The Banff Mountain Book and Film Festival is one of my favourite local events. Located at The Banff Centre every November, the campus is transformed for the week with prayer flags hanging outside the buildings and world class adventurers and explorers catching up with old friends and swapping stories. I attended a talk by Chris Sharma who is probably the best sports climbers in the US, if not the world. And later saw Mike Fay who has just finished walking through the Redwoods in California.
I also bought a ticket to see Dean Karnazes who had been invited to the event to talk about his running accomplishments but I was disappointed; he's got a very polished act which I thought was cheesy and superficial. Nothing like I expected. I take my hat off to him for his athleticism but I wouldn't pay good money to see him speak again. However, the evening wasn't a total right-off as they were screening the premier of The Wildest Dream which is a beautiful documentary and well worth seeing. Below is the description of it.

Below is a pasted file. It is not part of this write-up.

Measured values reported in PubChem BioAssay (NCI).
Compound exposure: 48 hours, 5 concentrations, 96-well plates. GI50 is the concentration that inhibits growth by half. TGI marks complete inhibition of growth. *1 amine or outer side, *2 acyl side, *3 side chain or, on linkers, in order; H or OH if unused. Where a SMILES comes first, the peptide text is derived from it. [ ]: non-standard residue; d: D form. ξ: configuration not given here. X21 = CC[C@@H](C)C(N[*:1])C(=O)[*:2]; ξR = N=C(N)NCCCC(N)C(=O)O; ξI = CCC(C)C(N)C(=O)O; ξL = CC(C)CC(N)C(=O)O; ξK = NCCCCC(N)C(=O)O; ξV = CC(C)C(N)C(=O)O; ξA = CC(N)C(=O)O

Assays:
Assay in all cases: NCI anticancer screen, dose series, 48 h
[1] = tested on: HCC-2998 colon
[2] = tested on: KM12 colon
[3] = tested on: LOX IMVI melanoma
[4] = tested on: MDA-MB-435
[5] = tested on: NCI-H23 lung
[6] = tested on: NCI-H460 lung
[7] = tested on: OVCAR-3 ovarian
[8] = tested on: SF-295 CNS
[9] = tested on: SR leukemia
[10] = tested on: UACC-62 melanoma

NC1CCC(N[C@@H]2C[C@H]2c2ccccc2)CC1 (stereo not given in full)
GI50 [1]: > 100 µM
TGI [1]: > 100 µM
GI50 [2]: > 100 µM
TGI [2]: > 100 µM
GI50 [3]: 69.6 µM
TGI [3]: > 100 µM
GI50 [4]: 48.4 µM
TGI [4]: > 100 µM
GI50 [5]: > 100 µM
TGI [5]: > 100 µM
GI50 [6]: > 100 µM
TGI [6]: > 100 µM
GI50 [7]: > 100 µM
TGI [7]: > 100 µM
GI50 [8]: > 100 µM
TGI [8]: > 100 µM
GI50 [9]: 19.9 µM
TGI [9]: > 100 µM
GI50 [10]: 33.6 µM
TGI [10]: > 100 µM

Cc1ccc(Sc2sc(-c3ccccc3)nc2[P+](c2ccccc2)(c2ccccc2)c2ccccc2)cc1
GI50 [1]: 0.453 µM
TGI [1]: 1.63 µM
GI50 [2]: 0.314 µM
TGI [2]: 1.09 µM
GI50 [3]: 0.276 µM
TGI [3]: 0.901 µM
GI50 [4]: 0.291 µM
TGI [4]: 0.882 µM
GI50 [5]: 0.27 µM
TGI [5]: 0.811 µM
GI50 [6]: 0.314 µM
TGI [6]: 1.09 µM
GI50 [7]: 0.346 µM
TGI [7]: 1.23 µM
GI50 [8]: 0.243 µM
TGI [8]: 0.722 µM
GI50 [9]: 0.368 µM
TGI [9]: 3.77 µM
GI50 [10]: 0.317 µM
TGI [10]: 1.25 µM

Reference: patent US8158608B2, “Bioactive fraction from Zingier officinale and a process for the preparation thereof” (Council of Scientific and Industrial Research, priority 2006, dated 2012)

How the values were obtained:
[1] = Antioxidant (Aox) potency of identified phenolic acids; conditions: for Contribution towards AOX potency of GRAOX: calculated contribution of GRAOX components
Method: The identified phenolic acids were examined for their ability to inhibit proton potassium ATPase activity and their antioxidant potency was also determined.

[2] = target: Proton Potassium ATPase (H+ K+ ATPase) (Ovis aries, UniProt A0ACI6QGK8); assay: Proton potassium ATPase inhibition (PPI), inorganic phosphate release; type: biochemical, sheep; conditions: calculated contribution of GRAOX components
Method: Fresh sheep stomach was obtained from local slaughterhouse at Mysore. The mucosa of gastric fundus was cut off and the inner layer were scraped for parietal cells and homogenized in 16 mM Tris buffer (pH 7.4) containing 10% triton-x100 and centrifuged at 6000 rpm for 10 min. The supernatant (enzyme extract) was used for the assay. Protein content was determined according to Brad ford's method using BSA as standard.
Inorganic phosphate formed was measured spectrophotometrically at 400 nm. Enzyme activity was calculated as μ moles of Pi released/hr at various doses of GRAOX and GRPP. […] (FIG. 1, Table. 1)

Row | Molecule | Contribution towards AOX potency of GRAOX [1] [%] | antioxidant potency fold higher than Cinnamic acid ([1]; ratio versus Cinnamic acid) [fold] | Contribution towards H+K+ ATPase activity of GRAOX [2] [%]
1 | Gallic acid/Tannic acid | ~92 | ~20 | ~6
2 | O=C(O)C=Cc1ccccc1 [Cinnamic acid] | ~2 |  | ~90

In 1999, Conrad Anker discovered the frozen body of George Mallory on Mount Everest. For years afterward, he wondered about Mallory's quest for the summit. Mallory and his partner, Andrew Irvine, were last seen in 1924 only a few hundred meters from the summit. Had the pair tackled the Second Step successfully and made it to the top? How much was Mallory torn between his love for Everest and his love for his wife Ruth? What was it like to climb a mountain as cold and brutal as Everest in the relatively light, flimsy gear of the 1920s?
The Wildest Dream sets out to answer these questions with archival video footage of Mallory and Irvine on the mountain, love letters between Mallory and Ruth, and a bold attempt to reenact their bid for the summit by modern-day climbers Conrad Anker and Leo Houlding. The new National Geographic feature film got its premiere Canadian screening Saturday night at the Banff Mountain Film festival.